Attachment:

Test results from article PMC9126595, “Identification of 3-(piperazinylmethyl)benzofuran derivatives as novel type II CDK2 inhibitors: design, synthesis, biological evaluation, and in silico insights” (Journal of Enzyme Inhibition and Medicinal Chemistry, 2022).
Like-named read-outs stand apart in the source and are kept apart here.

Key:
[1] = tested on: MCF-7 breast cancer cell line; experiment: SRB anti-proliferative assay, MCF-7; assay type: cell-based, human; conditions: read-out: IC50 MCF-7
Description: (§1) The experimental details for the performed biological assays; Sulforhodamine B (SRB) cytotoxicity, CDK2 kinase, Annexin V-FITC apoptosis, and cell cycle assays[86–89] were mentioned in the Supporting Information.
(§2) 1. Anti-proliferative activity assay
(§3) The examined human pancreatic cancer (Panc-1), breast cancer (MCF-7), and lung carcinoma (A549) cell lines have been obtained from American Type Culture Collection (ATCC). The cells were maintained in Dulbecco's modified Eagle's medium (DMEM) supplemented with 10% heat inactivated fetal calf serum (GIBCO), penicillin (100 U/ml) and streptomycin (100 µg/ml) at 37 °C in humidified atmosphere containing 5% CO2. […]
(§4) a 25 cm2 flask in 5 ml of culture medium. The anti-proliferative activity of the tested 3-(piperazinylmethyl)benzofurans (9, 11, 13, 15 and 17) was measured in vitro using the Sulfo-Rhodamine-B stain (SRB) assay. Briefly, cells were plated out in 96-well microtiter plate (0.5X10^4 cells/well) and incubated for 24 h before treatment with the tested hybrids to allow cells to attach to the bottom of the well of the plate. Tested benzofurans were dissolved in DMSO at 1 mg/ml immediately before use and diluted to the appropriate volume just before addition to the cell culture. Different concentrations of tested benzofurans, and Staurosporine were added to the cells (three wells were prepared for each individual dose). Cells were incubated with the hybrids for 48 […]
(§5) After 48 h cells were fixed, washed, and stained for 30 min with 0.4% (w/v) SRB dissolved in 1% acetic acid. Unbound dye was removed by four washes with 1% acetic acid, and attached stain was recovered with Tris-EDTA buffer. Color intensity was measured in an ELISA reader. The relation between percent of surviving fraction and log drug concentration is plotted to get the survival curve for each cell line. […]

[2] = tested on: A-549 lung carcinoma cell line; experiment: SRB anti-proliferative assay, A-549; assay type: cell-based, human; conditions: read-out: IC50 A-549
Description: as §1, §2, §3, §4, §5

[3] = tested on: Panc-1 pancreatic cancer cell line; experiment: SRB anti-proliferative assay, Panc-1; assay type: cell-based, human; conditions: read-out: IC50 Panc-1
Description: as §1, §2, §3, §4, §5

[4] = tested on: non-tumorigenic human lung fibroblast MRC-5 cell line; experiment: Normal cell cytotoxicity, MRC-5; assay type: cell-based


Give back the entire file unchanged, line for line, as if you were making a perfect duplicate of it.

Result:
Test results from article PMC9126595, “Identification of 3-(piperazinylmethyl)benzofuran derivatives as novel type II CDK2 inhibitors: design, synthesis, biological evaluation, and in silico insights” (Journal of Enzyme Inhibition and Medicinal Chemistry, 2022).
Like-named read-outs stand apart in the source and are kept apart here.

Key:
[1] = tested on: MCF-7 breast cancer cell line; experiment: SRB anti-proliferative assay, MCF-7; assay type: cell-based, human; conditions: read-out: IC50 MCF-7
Description: (§1) The experimental details for the performed biological assays; Sulforhodamine B (SRB) cytotoxicity, CDK2 kinase, Annexin V-FITC apoptosis, and cell cycle assays[86–89] were mentioned in the Supporting Information.
(§2) 1. Anti-proliferative activity assay
(§3) The examined human pancreatic cancer (Panc-1), breast cancer (MCF-7), and lung carcinoma (A549) cell lines have been obtained from American Type Culture Collection (ATCC). The cells were maintained in Dulbecco's modified Eagle's medium (DMEM) supplemented with 10% heat inactivated fetal calf serum (GIBCO), penicillin (100 U/ml) and streptomycin (100 µg/ml) at 37 °C in humidified atmosphere containing 5% CO2. […]
(§4) a 25 cm2 flask in 5 ml of culture medium. The anti-proliferative activity of the tested 3-(piperazinylmethyl)benzofurans (9, 11, 13, 15 and 17) was measured in vitro using the Sulfo-Rhodamine-B stain (SRB) assay. Briefly, cells were plated out in 96-well microtiter plate (0.5X10^4 cells/well) and incubated for 24 h before treatment with the tested hybrids to allow cells to attach to the bottom of the well of the plate. Tested benzofurans were dissolved in DMSO at 1 mg/ml immediately before use and diluted to the appropriate volume just before addition to the cell culture. Different concentrations of tested benzofurans, and Staurosporine were added to the cells (three wells were prepared for each individual dose). Cells were incubated with the hybrids for 48 […]
(§5) After 48 h cells were fixed, washed, and stained for 30 min with 0.4% (w/v) SRB dissolved in 1% acetic acid. Unbound dye was removed by four washes with 1% acetic acid, and attached stain was recovered with Tris-EDTA buffer. Color intensity was measured in an ELISA reader. The relation between percent of surviving fraction and log drug concentration is plotted to get the survival curve for each cell line. […]

[2] = tested on: A-549 lung carcinoma cell line; experiment: SRB anti-proliferative assay, A-549; assay type: cell-based, human; conditions: read-out: IC50 A-549
Description: as §1, §2, §3, §4, §5

[3] = tested on: Panc-1 pancreatic cancer cell line; experiment: SRB anti-proliferative assay, Panc-1; assay type: cell-based, human; conditions: read-out: IC50 Panc-1
Description: as §1, §2, §3, §4, §5

[4] = tested on: non-tumorigenic human lung fibroblast MRC-5 cell line; experiment: Normal cell cytotoxicity, MRC-5; assay type: cell-based